[​IMG]
     
  8. Judy

    Judy Moderator Staff Member

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    What I've learned is that there is a wide variety of approaches to chicken management and philosophies on here, and I need to read with that in mind.

    I've never brought older chicks home. But I don't believe I'd ever lock up a whole flock for weeks, much less months. When I read about people bringing home older birds and doing this, I wonder, why won't they go in on their own? Why can't you simply put the food in there, and maybe tempt them in a couple of times with treats, so they know this?

    Are you having a problem getting them in? (If not, I say, forget about it!) How big is the coop? What have you tried? Have you set them on the roosts at night?

    I agree with Spartacus that they will sleep where they feel safe.
     
  9. ND

    ND Chillin' With My Peeps

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    Two months is WAY too long... two weeks may be too long...

    A few days to a week, IMO, has been plenty in my experience. My first flock was confined just a few days... their run wasn't done. 3-4 days was enough for them to know it was the safe place to sleep. They were initially just released to a run, though, not total free range without limits, so that may make a difference.

    I recently introduced 8 younger ones that were about 8 weeks or so, and they just followed the older birds' lead. When they were first let out to free range into a larger back yard with the older birds, they didn't venture far from the coop door at all for the first few times. It's been about a little over a month since they moved into the 'big coop', and during free range, they still don't go to the furthest parts of the area they given access to... preferring to stay on the side of the yard still closest to the coop even tho the older birds are in every corner.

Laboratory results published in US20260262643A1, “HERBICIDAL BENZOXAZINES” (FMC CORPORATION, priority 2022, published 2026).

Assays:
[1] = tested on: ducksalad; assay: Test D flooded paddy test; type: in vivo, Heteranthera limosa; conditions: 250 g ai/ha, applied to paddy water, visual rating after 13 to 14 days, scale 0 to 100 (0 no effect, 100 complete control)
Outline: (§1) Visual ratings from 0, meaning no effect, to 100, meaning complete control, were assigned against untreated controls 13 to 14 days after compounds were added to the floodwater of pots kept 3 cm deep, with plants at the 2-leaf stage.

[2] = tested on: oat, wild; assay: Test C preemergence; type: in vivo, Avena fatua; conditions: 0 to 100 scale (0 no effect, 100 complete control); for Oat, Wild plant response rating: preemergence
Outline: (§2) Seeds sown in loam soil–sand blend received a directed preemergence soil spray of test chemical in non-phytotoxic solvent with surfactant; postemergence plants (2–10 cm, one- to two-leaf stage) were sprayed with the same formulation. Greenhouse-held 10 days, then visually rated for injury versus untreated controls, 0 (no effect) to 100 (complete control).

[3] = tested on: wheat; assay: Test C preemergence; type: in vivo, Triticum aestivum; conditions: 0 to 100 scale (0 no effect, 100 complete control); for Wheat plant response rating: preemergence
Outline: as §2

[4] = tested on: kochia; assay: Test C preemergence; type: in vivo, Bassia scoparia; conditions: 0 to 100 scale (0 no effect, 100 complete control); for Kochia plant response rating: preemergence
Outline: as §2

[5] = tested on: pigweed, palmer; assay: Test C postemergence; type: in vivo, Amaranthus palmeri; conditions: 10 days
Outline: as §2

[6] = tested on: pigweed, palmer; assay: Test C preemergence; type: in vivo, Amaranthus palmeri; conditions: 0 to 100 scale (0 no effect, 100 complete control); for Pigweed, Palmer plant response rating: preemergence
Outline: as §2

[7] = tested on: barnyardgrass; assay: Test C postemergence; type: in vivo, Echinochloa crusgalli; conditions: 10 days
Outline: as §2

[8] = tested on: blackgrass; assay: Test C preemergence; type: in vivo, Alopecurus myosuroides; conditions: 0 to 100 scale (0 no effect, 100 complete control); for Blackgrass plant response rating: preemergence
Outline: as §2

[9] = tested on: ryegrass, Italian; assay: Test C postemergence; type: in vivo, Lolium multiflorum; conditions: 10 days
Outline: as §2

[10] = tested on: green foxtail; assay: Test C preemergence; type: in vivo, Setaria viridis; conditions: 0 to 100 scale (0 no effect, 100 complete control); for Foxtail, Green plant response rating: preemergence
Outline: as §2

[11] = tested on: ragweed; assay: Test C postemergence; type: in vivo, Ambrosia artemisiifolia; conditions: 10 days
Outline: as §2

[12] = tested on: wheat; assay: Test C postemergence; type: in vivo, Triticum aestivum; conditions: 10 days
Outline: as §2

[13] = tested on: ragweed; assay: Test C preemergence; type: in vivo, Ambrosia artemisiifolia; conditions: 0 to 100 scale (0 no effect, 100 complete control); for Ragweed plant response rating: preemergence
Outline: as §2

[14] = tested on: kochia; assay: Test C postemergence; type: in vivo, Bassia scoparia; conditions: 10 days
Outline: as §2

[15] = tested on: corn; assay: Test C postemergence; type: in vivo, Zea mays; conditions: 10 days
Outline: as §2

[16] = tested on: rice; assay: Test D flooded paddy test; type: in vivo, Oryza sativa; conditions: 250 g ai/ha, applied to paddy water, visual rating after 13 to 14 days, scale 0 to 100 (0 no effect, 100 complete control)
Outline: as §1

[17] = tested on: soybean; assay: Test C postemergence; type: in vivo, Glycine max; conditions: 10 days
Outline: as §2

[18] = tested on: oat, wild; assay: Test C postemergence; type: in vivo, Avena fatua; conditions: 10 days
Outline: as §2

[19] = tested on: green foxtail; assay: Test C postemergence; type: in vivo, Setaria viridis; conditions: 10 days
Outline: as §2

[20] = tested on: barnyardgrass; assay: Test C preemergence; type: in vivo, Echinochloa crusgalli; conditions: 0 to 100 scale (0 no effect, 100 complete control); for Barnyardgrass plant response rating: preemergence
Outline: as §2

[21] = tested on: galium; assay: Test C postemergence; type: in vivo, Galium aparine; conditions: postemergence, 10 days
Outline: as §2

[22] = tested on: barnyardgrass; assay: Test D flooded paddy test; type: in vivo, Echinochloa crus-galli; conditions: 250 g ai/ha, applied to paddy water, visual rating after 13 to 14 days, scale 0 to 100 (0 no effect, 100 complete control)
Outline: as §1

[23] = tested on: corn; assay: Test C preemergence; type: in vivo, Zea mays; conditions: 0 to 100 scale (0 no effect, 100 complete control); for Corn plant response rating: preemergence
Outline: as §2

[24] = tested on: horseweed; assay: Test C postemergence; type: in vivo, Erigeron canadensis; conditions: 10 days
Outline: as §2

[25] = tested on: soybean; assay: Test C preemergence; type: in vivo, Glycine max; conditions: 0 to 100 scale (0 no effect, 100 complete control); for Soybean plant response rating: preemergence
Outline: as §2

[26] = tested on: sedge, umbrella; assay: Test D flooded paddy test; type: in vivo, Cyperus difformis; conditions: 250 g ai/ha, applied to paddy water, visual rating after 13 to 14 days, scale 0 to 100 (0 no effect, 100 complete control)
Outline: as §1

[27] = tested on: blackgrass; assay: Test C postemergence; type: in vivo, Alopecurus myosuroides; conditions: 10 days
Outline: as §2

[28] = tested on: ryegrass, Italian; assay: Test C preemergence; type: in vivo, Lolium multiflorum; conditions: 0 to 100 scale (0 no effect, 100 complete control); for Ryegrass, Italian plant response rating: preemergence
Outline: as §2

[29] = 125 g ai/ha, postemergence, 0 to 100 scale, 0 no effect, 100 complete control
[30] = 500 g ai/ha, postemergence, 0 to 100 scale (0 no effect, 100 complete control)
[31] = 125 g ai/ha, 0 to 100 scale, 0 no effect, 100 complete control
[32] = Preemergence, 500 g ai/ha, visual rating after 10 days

I'd say confine them in the coop for 3-4 days, providing you hopefully have a coop big enough to give them decent room... then give them access to their run (if you have one for them) and see if they go back to the coop at bedtime. If you don't have a run and plan to free range, I'd only free range them for an hour or so before nightfall for the first few times...they shouldn't venture very far that way, and once you see that they return 'home' at nightfall, you're all good.

    You'll probably find that they'll choose not to leave the coop the first day or two once you open it up for them to go out...especially with just two of them and no older birds to pave the way. Just open it up and let them decide when to go out... it just reinforces the 'safety' of the coop to them. They have to figure out how and where to go in and out of the coop...and those first few times opening it up give them LOTS of practice as they usually peek out...run back in... step out a little bit...run back in... [​IMG][​IMG]
     
  10. ChickenCanoe

    ChickenCanoe Chicken Obsessed

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    My coop wasn't finished when I got mine at 8 weeks so I put them in a small gambrel roof barn type shed with a loft till the coop was done (which I made a 40% scale version of the other shed). I went out one evening late and no birds, looked up and they were all roosting in the loft. They will eventually roost by nature, especially pullets.